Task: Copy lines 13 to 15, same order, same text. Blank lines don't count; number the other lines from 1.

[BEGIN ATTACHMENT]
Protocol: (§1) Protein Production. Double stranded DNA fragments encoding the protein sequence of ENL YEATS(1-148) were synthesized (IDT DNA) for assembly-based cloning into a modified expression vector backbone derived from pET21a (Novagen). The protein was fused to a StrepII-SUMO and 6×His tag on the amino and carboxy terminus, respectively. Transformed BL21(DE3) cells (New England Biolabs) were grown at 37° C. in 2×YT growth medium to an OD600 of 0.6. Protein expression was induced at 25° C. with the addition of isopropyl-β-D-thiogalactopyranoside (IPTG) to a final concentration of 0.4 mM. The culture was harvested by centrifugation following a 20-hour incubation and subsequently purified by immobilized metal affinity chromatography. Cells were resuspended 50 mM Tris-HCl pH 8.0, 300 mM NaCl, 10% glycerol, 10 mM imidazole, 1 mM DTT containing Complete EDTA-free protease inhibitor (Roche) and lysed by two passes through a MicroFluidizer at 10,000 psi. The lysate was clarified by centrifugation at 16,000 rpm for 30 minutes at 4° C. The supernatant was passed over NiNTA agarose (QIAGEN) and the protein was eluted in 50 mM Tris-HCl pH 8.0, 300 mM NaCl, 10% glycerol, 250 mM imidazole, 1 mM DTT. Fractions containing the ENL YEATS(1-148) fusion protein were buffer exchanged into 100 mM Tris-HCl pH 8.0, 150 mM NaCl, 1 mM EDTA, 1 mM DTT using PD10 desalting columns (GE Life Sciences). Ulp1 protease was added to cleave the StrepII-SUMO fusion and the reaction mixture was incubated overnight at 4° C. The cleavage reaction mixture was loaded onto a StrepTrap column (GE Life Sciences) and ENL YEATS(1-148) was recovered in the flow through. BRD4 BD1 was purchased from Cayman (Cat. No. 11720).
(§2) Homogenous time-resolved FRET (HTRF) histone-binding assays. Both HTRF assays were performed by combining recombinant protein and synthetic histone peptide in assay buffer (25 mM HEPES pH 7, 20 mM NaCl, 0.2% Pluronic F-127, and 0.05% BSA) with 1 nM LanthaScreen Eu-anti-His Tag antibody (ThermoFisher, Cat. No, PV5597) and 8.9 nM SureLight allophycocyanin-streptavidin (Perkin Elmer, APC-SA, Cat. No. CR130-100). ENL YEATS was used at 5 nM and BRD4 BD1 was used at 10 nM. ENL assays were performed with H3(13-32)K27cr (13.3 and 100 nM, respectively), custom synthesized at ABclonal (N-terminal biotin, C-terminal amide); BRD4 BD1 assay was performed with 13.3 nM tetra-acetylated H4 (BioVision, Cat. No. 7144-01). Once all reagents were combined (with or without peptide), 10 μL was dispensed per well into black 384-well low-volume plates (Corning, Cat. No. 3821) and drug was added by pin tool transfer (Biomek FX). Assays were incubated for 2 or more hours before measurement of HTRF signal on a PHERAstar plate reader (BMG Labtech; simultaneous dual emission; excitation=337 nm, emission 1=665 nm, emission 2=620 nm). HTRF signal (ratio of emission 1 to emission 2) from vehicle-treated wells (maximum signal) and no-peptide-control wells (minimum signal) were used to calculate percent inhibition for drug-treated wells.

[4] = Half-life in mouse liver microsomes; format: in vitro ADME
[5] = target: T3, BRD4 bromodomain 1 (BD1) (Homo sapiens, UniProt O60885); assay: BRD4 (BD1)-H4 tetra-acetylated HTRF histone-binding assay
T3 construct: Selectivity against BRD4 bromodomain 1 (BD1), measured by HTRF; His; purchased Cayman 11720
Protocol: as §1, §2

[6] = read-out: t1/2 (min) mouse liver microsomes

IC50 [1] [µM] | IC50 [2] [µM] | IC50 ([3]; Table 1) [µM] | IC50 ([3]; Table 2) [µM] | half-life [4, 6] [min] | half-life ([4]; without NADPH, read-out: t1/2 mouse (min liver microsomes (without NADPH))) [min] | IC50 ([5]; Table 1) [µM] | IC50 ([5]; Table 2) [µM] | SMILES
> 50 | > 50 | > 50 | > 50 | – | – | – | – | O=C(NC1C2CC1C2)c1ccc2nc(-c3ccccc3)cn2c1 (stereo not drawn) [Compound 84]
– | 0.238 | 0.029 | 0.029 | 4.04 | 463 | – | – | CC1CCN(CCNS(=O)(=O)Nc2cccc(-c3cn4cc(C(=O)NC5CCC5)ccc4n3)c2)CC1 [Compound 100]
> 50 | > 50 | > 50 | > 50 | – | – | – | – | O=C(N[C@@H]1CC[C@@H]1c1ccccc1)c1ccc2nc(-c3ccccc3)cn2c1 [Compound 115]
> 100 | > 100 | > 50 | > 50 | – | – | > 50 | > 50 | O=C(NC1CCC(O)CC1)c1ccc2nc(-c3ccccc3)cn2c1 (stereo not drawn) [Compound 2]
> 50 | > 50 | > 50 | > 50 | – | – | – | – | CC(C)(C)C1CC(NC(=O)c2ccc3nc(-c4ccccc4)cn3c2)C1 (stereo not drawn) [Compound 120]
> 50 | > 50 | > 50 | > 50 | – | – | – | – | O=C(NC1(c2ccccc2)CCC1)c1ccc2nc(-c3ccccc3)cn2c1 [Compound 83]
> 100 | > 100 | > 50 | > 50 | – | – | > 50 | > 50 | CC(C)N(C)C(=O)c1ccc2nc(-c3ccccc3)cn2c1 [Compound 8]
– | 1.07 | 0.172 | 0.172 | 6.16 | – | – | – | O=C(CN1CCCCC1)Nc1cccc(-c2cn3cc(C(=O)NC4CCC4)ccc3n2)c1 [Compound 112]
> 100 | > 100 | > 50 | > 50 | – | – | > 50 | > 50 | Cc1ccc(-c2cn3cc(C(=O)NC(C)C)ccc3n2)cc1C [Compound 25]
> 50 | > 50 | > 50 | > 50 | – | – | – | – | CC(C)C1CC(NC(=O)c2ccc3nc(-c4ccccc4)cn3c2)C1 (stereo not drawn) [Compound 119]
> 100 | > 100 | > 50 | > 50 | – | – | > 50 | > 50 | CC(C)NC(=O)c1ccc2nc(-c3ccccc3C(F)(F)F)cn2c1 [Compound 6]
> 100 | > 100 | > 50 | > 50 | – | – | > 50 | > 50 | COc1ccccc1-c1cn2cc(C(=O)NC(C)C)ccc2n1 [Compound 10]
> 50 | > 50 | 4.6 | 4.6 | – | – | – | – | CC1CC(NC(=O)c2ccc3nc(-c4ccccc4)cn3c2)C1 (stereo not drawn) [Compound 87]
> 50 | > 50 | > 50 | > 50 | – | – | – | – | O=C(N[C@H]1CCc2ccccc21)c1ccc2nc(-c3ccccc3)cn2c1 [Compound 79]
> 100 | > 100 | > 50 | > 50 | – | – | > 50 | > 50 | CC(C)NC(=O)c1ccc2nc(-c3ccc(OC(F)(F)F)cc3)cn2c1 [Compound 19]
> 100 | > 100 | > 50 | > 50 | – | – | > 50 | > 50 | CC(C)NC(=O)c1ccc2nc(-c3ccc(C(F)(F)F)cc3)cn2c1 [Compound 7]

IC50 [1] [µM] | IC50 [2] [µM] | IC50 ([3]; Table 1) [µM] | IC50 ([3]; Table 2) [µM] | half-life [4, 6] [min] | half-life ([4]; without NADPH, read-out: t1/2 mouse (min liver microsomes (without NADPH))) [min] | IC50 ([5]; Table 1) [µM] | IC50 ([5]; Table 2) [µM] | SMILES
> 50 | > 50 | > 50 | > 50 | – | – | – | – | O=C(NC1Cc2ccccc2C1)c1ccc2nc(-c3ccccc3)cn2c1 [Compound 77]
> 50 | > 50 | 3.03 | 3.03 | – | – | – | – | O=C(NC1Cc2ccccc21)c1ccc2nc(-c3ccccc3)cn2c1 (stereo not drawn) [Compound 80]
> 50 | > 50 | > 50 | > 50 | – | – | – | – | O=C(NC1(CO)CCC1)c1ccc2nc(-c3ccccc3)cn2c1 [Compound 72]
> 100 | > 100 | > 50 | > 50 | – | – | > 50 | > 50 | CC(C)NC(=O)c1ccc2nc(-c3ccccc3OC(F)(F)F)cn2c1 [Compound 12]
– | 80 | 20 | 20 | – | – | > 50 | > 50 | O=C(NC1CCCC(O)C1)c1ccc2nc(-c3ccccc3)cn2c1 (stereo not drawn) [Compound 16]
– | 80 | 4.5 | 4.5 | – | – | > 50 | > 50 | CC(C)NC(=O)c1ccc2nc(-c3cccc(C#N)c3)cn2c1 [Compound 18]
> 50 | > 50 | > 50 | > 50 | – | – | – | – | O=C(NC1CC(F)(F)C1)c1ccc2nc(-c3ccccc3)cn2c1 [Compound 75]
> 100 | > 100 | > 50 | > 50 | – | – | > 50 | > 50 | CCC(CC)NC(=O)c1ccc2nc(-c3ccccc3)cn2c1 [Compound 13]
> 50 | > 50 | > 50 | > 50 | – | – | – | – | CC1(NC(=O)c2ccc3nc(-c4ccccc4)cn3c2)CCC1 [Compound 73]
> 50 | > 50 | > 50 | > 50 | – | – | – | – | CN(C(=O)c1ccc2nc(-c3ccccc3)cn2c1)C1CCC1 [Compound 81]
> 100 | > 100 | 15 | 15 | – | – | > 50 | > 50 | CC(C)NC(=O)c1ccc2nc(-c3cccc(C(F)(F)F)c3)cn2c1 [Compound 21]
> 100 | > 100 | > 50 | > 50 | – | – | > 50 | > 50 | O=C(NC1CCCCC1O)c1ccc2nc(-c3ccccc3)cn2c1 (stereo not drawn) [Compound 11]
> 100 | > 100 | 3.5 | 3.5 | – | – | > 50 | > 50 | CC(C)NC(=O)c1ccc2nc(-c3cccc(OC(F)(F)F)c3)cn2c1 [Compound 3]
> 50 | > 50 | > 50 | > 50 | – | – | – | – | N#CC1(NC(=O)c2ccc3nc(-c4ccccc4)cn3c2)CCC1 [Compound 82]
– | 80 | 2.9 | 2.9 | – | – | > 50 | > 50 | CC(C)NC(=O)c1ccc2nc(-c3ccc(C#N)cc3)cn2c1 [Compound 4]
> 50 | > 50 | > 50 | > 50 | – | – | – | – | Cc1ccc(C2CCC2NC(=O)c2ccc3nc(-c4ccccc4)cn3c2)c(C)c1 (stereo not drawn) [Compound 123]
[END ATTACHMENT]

> 50 | > 50 | > 50 | > 50 | – | – | – | – | CC(C)(C)C1CC(NC(=O)c2ccc3nc(-c4ccccc4)cn3c2)C1 (stereo not drawn) [Compound 120]
> 50 | > 50 | > 50 | > 50 | – | – | – | – | O=C(NC1(c2ccccc2)CCC1)c1ccc2nc(-c3ccccc3)cn2c1 [Compound 83]
> 100 | > 100 | > 50 | > 50 | – | – | > 50 | > 50 | CC(C)N(C)C(=O)c1ccc2nc(-c3ccccc3)cn2c1 [Compound 8]